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The process is elevated and I ensured that the path was correct in VS debugger (I'm using Environment.GetFolderPath(Environment.SpecialFolder.System) not hard coding it in) but File.Exists still returns false.

The reason I need this is a workaround for ensuring some 3rd party drivers are installed because their registry settings aren't removed on uninstall.

I know writes are redirected via virtualization but is this also true for checking a file's existence?

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Works fine for me. What is your environment? –  Noldorin May 26 '09 at 21:04
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5 Answers

up vote 8 down vote accepted

Yes, virtualization happens at a very low level. The File.Exists method basically calls the Win32 CreateFile method and checks for errors. CreateFile is redirected by the WOW subsystem.

You can disable virtualization temporarily before calling.

[DllImport( "kernel32", CharSet=CharSet.Unicode, SetLastError=true )]
public static extern bool Wow64DisableWow64FsRedirection( ref IntPtr oldValue );

[DllImport( "kernel32", CharSet=CharSet.Unicode, SetLastError=true )]
public static extern bool Wow64RevertWow64FsRedirection( IntPtr oldValue );

Of course to be complete you'll have to check for file existence with virtualization on as well as off. The same applies for checking registry entries as well.

public static bool FileExists( string path )
{
    if( File.Exists( path ) ) return true;
    IntPtr oldValue = IntPtr.Zero;
    try
    {
        if( Environment.GetEnvironmentVariable( "PROCESSOR_ARCHITEW6432" ) == null )
            return false;

        Wow64DisableWow64FsRedirection( ref oldValue );
        if( File.Exists( path ) ) return true;

        return false;
    }
    finally
    {
        if( oldValue != IntPtr.Zero )
            Wow64RevertWow64FsRedirection( ref oldValue );            
    }   
}

Update: You may also need to check the OS version before disabling the WOW redirection because earlier versions of XP (Pre SP2 I believe) do not expose those methods.

Update 2: Added OS check for 64-bit. All 64-bit versions of the OS implement these methods and you only need to disable the sate if running on a 64-bit OS.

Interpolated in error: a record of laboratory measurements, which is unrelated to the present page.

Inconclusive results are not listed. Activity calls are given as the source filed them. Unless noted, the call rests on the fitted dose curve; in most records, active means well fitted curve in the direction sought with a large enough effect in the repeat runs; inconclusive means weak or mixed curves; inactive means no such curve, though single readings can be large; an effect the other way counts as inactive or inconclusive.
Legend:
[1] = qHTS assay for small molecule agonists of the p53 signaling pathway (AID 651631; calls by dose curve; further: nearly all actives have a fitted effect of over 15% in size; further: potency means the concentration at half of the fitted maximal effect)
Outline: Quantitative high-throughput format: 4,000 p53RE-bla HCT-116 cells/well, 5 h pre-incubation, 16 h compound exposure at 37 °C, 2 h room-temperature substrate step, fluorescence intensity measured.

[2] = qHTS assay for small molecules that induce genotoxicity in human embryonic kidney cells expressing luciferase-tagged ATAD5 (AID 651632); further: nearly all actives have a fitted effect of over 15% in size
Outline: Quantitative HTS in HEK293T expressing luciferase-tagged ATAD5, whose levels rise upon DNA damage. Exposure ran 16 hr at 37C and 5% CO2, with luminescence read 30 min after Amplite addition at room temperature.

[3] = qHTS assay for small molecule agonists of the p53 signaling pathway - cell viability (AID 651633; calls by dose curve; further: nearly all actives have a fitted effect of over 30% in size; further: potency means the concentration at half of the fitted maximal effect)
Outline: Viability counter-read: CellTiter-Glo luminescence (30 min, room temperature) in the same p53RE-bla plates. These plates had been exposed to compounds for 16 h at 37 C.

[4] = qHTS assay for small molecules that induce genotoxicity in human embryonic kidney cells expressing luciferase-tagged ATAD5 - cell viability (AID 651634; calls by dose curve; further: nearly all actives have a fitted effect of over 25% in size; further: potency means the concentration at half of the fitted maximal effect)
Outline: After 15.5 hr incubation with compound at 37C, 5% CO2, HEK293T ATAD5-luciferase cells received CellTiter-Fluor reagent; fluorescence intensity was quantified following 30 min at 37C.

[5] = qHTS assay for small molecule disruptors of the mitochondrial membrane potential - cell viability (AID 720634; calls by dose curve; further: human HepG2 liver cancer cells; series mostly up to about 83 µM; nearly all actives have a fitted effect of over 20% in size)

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So with the try/finally do I still need to check the OS version? I suppose the finally block would also throw if it's not supported. –  Davy8 May 27 '09 at 14:29
    
Yes - the finally block still calls the Wow64XXX method. –  Paul Alexander May 27 '09 at 17:13
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Is your process 32 bit or 64 bit? and are the drivers 64 or 32? What I'm getting at is that maybe your host OS redirects you to the Wow64 folder instead.

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Have you tried disabling folder virtualization for your app? You'll need add a manifest file containing:

<?xml version="1.0" encoding="UTF-8" standalone="yes"?>
    <assembly xmlns="urn:schemas-microsoft-com:asm.v1" manifestVersion="1.0">
    <trustInfo xmlns="urn:schemas-microsoft-com:asm.v3">
        <security>
            <requestedPrivileges>
                <requestedExecutionLevel level="asInvoker" uiAccess="false"/>
            </requestedPrivileges>
        </security>
    </trustInfo>
</assembly>

However, if you need to write to those folders you'll have to request admin ability. To do that, change level="asInvoker" to level="requireAdministrator" in the xml.

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This is an virtualization issue - the file just isn't there. You will have to look for it in the folder the contains the virtualized files.

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If you have the rights, why don't you attempt to create a file in the same location in your code, and see where it ends up? As suggested by another, Windows might be redirecting your call based on a few settings.

Also, you could try doing a DirectoryInfo and enumerating Files it contains to see if anything looks familiar.

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